ANCHORAGE (AP) The prospect of natural gas trapped in coal beds in Sutton is fueling dreams of a new energy industry for Southcentral Alaska and triggering a wave of community concern about drinking water safety.
Evergreen Resources Alaska Corp. is asking the state to approve three-year shallow gas leases on nearly 57,000 acres near the Castle Mountain fault. That includes populated areas around Sutton and Lazy Mountain in the Matanuska-Susitna Borough.
Wells like the ones Evergreen proposes to drill near Sutton, 11 miles northeast of Palmer, wring methane from coal seams by pumping out water that traps the gas underground.
Company officials say if the industry takes off here, it could provide natural gas for Anchorage and jobs for the region.
But some Sutton residents fear gas exploration could deplete or pollute their drinking water wells and create a grid of noisy wellheads and gravel roads crisscrossing the forest.
''Primarily, we're very concerned about how an industry like coal bed methane is laid over a residential area, and ... in places where people have chosen these areas for their tranquility and end-of-the-road nature,'' said Chris Whittington-Evans, a Lazy Mountain resident.
The state Department of Natural Resources is accepting public comment on Evergreen's 11 lease applications until Sept. 25. Evergreen Alaska is a wholly owned subsidiary of Denver-based Evergreen Resources Inc.
In the Lower 48, coal bed methane wells began popping up in the 1990s, fueled by high gas prices and the lure of a relatively untapped resource.
Controversy sometimes followed. Ranchers and other residents in Rocky Mountain states such as Wyoming and Colorado complained of gas-infused tap water catching fire, wells gone dry and shriveled trees, according to reports in The New York Times and the Los Angeles Times.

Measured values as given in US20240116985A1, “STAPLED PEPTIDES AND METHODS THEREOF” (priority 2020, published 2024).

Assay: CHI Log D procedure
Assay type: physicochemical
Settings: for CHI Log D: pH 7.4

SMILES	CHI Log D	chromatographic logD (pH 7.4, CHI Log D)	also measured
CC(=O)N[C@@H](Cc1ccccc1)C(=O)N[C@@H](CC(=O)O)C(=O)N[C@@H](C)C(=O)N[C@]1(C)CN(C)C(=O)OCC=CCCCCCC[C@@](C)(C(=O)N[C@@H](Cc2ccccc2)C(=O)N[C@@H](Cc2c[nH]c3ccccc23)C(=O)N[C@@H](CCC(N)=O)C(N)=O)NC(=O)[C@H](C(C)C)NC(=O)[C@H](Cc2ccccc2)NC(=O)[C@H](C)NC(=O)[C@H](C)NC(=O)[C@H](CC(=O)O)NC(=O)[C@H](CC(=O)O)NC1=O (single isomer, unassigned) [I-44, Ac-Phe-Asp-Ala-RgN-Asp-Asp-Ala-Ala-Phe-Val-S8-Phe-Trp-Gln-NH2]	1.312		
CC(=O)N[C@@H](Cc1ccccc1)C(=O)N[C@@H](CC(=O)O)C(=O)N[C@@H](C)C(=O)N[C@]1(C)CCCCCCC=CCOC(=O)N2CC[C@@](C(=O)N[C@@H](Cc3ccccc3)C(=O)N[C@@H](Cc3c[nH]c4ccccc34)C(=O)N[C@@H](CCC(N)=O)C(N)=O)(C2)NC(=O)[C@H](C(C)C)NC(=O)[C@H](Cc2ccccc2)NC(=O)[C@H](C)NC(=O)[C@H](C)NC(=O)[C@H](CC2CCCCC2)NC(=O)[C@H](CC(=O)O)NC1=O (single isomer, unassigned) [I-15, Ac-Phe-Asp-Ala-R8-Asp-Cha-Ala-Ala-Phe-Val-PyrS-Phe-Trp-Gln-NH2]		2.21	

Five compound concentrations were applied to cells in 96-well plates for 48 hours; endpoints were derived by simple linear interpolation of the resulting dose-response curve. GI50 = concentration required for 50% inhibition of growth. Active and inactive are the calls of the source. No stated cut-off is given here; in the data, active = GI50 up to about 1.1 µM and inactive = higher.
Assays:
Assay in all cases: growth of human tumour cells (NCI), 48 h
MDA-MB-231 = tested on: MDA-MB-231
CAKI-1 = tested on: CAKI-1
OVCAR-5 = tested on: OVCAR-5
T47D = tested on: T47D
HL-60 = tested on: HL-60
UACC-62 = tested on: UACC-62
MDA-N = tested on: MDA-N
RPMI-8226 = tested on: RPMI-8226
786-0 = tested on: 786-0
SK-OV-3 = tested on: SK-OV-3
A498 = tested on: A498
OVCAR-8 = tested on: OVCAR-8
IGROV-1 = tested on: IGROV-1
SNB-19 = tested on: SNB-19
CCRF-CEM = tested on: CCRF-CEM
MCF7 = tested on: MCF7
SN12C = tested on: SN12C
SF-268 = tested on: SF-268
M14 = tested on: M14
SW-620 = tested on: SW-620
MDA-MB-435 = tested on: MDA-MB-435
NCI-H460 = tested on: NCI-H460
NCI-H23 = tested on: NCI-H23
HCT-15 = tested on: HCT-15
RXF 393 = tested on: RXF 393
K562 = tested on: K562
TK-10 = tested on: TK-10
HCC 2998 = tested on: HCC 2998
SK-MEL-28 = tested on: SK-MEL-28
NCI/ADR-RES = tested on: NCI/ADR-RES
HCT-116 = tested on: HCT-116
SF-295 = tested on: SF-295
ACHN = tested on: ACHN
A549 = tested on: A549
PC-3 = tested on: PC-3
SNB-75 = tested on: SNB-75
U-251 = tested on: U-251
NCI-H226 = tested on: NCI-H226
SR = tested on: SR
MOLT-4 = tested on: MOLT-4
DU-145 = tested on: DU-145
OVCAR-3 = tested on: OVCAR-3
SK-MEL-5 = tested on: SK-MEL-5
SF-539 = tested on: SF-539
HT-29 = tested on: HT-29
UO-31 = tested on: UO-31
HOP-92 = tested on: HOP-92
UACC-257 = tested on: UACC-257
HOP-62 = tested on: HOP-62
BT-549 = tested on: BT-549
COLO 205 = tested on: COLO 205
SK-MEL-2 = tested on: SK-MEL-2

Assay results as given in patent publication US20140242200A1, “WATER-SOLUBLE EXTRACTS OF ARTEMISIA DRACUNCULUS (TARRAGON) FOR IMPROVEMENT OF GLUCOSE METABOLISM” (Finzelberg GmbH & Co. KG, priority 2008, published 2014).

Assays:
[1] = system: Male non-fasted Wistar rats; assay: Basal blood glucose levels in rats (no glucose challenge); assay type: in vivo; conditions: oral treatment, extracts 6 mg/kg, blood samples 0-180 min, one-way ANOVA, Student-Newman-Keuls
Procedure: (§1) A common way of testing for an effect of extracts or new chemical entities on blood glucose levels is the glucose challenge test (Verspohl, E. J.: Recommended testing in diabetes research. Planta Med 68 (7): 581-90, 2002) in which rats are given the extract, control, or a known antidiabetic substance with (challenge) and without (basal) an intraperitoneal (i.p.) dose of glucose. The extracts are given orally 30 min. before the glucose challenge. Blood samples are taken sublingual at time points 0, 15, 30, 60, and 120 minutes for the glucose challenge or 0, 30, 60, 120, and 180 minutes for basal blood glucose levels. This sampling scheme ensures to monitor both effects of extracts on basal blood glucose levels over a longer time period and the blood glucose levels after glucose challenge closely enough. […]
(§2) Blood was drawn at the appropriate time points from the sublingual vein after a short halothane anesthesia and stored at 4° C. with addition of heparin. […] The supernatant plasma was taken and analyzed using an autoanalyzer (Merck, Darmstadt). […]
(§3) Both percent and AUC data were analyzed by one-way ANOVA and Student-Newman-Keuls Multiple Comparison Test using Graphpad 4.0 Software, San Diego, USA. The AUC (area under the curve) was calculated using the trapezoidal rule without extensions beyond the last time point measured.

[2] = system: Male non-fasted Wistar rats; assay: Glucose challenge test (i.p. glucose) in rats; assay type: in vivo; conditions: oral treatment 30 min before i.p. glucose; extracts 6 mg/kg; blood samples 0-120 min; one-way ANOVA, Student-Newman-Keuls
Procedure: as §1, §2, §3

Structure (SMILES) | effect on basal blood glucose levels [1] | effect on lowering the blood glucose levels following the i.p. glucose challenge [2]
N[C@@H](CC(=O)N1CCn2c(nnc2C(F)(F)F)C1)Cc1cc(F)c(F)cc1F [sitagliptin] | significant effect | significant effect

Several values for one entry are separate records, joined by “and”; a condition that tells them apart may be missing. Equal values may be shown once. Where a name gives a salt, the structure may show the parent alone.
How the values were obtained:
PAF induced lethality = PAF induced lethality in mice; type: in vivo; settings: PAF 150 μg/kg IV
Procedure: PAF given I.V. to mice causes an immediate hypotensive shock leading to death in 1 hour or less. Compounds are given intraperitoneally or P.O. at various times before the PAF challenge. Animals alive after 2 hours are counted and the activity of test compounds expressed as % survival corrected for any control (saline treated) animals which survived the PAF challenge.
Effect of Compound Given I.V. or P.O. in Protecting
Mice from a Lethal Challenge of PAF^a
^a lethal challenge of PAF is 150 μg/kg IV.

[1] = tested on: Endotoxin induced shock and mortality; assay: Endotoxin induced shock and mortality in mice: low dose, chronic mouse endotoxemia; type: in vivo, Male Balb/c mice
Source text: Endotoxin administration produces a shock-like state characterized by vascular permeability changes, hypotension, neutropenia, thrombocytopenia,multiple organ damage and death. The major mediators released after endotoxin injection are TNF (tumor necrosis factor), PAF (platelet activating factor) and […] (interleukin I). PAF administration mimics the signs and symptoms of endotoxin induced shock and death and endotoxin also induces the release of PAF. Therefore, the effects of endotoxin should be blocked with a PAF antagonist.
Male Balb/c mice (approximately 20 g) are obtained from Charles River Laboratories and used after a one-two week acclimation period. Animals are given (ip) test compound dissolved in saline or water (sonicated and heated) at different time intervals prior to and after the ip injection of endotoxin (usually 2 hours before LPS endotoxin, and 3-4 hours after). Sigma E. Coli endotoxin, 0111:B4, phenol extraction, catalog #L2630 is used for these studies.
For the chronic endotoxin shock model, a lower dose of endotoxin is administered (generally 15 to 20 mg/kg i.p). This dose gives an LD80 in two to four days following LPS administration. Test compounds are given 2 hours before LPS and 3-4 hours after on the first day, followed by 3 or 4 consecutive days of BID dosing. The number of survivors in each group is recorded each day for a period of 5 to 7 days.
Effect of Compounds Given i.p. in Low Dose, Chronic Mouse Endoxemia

But those wells were drilled by other companies, and Evergreen officials say their type of coal bed methane drilling is one of the cleanest around.
Evergreen puts in a well in less than three days using a modified water well drilling rig. Steel pipe is sealed with cement to safeguard groundwater, company officials said in recent interviews with the Anchorage Daily News.
Evergreen says it will use an air drilling process rather than mud to limit contamination. After water and gas escape, the water is to be reinjected deep into the ground, far below groundwater or drinking water wells.
Jack Ekstrom, an Evergreen Resources spokesman in Denver, said the company operates numerous wells in Colorado that have caused no well contamination or water depletion.
''You can have people tell untruths about you, or spread innuendoes, but we've never ever had that problem in Colorado,'' Ekstrom said. ''We certainly will not have it in Alaska, because that's not the way we do business.''
The Oil & Gas Accountability Project, an energy industry watchdog group based in Colorado, gives the company mixed reviews.
''We've had a lot of folks complaining about noise issues not resolved to their satisfaction,'' said Gwen Lachelt, the group's executive director. Then again, Lachelt added, she rarely gets calls from people praising oil and gas producers.
Drilling opponents in Sutton are also unhappy with a series of legislative actions that limited public involvement and local government oversight in coal bed gas projects in Alaska.
The Legislature last session approved a bill that lets the DNR commissioner overrule local land use regulations if gas drilling is deemed an ''overriding state interest.''
Legislators three years ago approved a new shallow gas leasing program that, among other things, reduced public notice requirements to publication on a single day in one statewide newspaper.
Robin McLean, a Sutton potter trained as a lawyer, says even if Evergreen operates cleanly and safely, other companies with less integrity could benefit from the new state policies and cause problems later.
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